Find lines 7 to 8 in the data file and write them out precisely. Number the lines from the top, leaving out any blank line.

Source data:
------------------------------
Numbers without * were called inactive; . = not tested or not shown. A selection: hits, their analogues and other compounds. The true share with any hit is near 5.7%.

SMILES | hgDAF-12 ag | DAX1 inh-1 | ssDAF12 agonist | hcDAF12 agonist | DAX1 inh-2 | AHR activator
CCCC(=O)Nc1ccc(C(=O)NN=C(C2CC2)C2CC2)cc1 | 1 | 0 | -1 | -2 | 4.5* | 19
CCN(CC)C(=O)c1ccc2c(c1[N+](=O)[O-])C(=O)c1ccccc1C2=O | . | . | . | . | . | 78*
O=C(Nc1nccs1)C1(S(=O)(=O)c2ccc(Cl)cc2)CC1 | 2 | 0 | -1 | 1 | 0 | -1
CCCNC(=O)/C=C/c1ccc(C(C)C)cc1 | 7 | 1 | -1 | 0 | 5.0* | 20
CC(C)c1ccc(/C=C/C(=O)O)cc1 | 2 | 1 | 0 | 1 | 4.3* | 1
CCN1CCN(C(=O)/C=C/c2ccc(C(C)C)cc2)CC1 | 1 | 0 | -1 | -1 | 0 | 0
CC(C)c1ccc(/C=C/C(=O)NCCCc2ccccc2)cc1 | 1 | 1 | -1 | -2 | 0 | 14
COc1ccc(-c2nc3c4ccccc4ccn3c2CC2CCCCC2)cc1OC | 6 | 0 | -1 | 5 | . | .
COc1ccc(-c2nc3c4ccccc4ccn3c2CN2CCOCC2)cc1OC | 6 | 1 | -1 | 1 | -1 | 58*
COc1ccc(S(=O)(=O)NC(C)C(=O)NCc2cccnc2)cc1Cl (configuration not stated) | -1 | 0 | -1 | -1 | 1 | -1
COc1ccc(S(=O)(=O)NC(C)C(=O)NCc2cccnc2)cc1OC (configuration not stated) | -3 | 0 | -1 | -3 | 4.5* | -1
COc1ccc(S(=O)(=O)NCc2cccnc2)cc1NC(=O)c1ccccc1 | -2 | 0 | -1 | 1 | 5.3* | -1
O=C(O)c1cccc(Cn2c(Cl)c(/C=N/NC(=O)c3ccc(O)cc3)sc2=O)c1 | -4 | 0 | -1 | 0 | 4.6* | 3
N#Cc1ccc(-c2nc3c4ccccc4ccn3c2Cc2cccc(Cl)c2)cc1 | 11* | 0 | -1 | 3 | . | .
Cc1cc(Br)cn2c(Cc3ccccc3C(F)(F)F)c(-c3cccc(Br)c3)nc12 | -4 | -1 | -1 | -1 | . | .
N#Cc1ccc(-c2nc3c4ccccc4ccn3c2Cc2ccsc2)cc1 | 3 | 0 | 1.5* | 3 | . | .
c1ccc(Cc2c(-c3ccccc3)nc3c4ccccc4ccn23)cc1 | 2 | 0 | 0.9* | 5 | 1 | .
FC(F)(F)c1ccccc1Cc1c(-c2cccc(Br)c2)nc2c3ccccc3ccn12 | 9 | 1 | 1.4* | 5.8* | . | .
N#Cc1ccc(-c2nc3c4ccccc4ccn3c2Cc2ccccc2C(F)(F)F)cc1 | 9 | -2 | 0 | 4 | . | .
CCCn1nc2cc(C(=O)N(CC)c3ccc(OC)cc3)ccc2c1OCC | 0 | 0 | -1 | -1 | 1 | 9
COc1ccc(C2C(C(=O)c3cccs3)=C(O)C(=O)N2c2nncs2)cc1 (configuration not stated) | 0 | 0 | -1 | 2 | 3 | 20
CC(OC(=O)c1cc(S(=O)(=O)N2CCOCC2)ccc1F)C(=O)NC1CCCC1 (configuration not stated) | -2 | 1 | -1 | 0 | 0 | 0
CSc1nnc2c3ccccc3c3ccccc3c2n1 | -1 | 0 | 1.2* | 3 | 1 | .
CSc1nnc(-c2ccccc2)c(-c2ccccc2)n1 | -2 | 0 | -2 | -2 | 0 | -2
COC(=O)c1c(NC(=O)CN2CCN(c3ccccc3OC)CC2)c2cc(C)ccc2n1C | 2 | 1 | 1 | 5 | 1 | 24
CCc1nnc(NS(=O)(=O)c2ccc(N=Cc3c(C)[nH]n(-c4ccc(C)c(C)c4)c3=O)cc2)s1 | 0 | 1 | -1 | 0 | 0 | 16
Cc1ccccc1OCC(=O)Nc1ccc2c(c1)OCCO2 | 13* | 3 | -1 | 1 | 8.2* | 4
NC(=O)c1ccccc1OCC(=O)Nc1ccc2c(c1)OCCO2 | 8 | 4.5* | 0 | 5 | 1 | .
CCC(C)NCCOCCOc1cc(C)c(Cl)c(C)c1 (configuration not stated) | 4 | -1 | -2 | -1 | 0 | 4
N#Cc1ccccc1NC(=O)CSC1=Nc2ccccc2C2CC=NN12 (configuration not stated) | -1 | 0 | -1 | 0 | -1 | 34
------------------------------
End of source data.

CC(C)c1ccc(/C=C/C(=O)O)cc1 | 2 | 1 | 0 | 1 | 4.3* | 1
CCN1CCN(C(=O)/C=C/c2ccc(C(C)C)cc2)CC1 | 1 | 0 | -1 | -1 | 0 | 0